Do not lose hope: we can defeat the virus
Should the media publish more good news? The Covid-19 outbreak is frightening and deserves our attention. But amidst all the doom and gloom, there are hundreds of encouraging developments.
The world is in trouble and the media is full of ominous articles and announcements. Schools across the UK are being closed. The European Union has shut its borders. The stock market is in free fall. Many people are going to die. As many are saying on social media: we get the picture.
But the truth is always more complicated. Bad news is never the only news. Even amidst the global struggle to combat the spread of Covid-19, there are inspirational stories and exciting discoveries:
Jack Ma’s chequebook: The richest man in China has decided to use his billions to help struggling medical communities around the world defeat the virus. He wrote: “To each of the 54 African countries, we will donate 20,000 test kits, 100,000 masks and 1,000 medical-use protective suits and face shields.” He has also promised to provide the United States, which has been struggling to test people, with half a million coronavirus testing kits and a million face masks.
China’s turnaround: Though the Coronavirus outbreak started in the Chinese megacity of Wuhan, there were no new domestic cases there yesterday. Hospitals specifically set up to provide treatment to those suffering from Covid-19 have closed due to a lack of patients. A 103-year-old woman, who was infected, has recovered and returned home. Wuhan is proof that with the right measures, disaster can be kept at bay.
Vò’s experiment: As the World Health Organisation reminded everyone: “test, test, test”. In one town, that is just what they did. Despite being the location of the first Covid-19 death in Italy, Vò has now completely stopped the spread of the disease. The town tested every single member of the community and quickly isolated them if they tested positive, regardless of whether or not they showed any symptoms.
Pandemic’s medic: Different companies and laboratories are now racing to develop a working vaccine. Though public release will take many months, scientists in labs in the US and Israel are optimistic and looking to begin trials. Meanwhile, according to officials in China, a Japanese influenza drug has been successful in speeding up the recovery of coronavirus patients with mild or minor symptoms.
Should the media publish more good news?
No news is good news
People need to have hope. We have constant access to the news. If we only hear negative stories, we will either be overwhelmed with sadness, or learn to stop caring. Constructive, forward-thinking reporting is not fiction. The positive stories just need to be heard more. Media companies should do a better job of presenting what good is being done to combat the crisis – and what we can learn from it.
The media has a duty to keep everyone informed. During a public health crisis, the focus has to be on the most critical developments, the hard facts, and little else. If there is good news that is important, then it should be published. But failure to present the world as it is can have deadly consequences. The information in an article is far more important than how it makes readers feel.
- Do you find it difficult or upsetting to read the news at the moment? How would you make it better?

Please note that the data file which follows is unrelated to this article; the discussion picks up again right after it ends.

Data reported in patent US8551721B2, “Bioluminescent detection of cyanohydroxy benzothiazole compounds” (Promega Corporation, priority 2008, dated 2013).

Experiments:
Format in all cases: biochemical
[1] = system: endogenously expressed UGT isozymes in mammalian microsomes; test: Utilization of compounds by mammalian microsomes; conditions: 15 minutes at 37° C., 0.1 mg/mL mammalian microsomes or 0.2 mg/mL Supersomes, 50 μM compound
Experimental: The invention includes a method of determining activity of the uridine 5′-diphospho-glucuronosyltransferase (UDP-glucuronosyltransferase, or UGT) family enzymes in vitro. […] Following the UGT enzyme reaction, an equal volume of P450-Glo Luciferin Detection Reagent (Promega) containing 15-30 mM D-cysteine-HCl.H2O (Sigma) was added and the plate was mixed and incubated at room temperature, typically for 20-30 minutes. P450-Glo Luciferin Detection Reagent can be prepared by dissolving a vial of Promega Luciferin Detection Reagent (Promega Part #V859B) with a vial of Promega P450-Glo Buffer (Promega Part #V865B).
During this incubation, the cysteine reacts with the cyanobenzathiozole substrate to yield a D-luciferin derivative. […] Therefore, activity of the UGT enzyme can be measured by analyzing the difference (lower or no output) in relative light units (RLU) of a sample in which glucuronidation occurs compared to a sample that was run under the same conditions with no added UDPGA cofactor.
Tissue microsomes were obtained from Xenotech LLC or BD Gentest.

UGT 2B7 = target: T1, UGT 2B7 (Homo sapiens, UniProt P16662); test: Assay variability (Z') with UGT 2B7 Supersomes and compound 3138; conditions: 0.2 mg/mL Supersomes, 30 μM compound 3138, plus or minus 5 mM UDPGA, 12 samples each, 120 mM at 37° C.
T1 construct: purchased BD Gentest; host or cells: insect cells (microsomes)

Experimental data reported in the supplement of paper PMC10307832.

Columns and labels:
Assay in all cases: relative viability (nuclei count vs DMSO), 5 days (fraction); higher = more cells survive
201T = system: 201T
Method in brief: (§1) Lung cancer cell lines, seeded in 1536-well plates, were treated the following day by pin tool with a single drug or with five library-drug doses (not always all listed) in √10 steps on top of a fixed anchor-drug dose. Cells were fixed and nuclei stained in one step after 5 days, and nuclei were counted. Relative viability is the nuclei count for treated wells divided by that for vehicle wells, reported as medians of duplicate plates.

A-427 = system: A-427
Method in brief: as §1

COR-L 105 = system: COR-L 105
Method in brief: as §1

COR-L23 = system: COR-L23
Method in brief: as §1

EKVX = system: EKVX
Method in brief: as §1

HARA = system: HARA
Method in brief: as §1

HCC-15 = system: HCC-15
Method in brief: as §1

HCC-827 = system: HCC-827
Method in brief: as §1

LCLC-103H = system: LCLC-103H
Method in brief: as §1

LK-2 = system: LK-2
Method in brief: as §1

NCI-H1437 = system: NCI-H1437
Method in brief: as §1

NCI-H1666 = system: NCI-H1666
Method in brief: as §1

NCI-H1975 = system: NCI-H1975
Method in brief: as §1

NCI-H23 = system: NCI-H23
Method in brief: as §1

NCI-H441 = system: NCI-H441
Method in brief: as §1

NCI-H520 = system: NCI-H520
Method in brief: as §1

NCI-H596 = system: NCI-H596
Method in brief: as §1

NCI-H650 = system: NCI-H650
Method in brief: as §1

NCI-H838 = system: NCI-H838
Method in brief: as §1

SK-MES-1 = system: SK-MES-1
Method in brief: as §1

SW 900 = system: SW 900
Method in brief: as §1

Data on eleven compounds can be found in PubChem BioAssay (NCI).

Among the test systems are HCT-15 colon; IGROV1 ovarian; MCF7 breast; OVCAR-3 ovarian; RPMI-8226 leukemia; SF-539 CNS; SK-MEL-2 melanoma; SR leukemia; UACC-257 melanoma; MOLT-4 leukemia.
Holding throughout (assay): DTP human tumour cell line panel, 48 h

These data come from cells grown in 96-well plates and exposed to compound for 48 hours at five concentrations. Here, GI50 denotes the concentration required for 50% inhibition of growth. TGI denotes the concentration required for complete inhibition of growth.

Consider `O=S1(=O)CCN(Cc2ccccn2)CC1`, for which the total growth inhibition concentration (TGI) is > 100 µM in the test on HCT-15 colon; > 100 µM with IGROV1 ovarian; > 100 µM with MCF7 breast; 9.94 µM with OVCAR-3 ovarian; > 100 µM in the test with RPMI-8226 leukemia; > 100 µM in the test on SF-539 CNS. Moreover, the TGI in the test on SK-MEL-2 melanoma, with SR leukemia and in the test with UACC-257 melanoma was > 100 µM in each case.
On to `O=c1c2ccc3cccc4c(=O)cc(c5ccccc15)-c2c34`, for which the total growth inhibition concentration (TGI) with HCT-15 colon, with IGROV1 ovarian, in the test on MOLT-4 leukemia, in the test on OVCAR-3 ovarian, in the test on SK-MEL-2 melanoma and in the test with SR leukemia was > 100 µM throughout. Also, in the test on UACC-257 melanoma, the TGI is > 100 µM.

- Is news negative by definition? For instance, why do you think an act of violence makes a headline but an act of kindness does not?
- Sticking to mainstream news sources, find another encouraging news story about the coronavirus and summarise it on half a sheet of paper.
- Imagine you are a historian writing in the future. Using some of the information from this article, write a one-page description of how you imagine the world would successfully overcome this crisis.
Some People Say...
“The British nation is unique in this respect: they are the only people who like to be told how bad things are, who like to be told the worst.”Winston Churchill (1874-1965), former British prime minister
What do you think?
Q & A
- What do we know?
- Of the 200,000 confirmed cases of Covid-19 worldwide, there have been 8,000 deaths – but there have also been 80,000 confirmed recoveries. The number of new cases of coronavirus has been decreasing in both China and South Korea, two of the first countries to declare cases of the disease.
- What do we not know?
- How long any possible vaccine will take to be released (experts estimate between 12 and 18 months). We do not know if journalists see their job as providing anything more than simply balanced information. We do not know if there will always be enough good stories to provide relief during major crises like the coronavirus.
- Worrying, unsettling, scary.
- The new disease caused by the coronavirus, which has spread to most countries around the world and killed thousands.
- Testing kits
- Most tests take a sample from a patient’s throat or nose and analyse this, looking for the DNA of the coronavirus. These are known as PCR (polymerase chain reaction) tests.
- Large city in the Chinese province of Hubei, where the outbreak is believed to have started in a wild foods market.
- A comune (municipality) in the province of Padua in the Italian Veneto region, with a population of around 3,000.
- World Health Organisation
- The United Nations agency responsible for global public health.
- Commonly known as “the flu”, an infectious respiratory disease caused by one of four types of virus. It is distinct from the coronavirus.